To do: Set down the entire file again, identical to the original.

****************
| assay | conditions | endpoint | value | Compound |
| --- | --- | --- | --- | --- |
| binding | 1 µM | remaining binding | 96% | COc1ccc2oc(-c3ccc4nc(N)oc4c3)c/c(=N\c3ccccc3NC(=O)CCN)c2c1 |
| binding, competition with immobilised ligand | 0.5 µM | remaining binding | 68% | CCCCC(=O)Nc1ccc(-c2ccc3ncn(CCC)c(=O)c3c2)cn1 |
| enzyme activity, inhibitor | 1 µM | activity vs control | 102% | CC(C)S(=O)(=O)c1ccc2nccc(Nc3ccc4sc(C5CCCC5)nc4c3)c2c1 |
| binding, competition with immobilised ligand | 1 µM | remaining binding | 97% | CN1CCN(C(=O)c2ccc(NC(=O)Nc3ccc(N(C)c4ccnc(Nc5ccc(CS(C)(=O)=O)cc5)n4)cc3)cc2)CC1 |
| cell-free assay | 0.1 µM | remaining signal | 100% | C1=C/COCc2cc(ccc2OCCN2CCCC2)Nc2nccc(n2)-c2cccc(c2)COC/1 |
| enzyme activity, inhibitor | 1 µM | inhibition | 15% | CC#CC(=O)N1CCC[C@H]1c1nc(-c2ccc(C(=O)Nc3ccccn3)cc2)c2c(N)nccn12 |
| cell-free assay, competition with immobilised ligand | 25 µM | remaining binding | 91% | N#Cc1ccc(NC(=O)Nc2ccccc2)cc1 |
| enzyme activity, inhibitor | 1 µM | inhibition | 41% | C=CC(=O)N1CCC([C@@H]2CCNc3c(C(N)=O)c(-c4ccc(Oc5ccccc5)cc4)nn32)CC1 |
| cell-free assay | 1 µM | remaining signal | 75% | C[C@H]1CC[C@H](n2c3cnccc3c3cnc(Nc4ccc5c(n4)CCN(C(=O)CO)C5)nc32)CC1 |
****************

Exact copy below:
| assay | conditions | endpoint | value | Compound |
| --- | --- | --- | --- | --- |
| binding | 1 µM | remaining binding | 96% | COc1ccc2oc(-c3ccc4nc(N)oc4c3)c/c(=N\c3ccccc3NC(=O)CCN)c2c1 |
| binding, competition with immobilised ligand | 0.5 µM | remaining binding | 68% | CCCCC(=O)Nc1ccc(-c2ccc3ncn(CCC)c(=O)c3c2)cn1 |
| enzyme activity, inhibitor | 1 µM | activity vs control | 102% | CC(C)S(=O)(=O)c1ccc2nccc(Nc3ccc4sc(C5CCCC5)nc4c3)c2c1 |
| binding, competition with immobilised ligand | 1 µM | remaining binding | 97% | CN1CCN(C(=O)c2ccc(NC(=O)Nc3ccc(N(C)c4ccnc(Nc5ccc(CS(C)(=O)=O)cc5)n4)cc3)cc2)CC1 |
| cell-free assay | 0.1 µM | remaining signal | 100% | C1=C/COCc2cc(ccc2OCCN2CCCC2)Nc2nccc(n2)-c2cccc(c2)COC/1 |
| enzyme activity, inhibitor | 1 µM | inhibition | 15% | CC#CC(=O)N1CCC[C@H]1c1nc(-c2ccc(C(=O)Nc3ccccn3)cc2)c2c(N)nccn12 |
| cell-free assay, competition with immobilised ligand | 25 µM | remaining binding | 91% | N#Cc1ccc(NC(=O)Nc2ccccc2)cc1 |
| enzyme activity, inhibitor | 1 µM | inhibition | 41% | C=CC(=O)N1CCC([C@@H]2CCNc3c(C(N)=O)c(-c4ccc(Oc5ccccc5)cc4)nn32)CC1 |
| cell-free assay | 1 µM | remaining signal | 75% | C[C@H]1CC[C@H](n2c3cnccc3c3cnc(Nc4ccc5c(n4)CCN(C(=O)CO)C5)nc32)CC1 |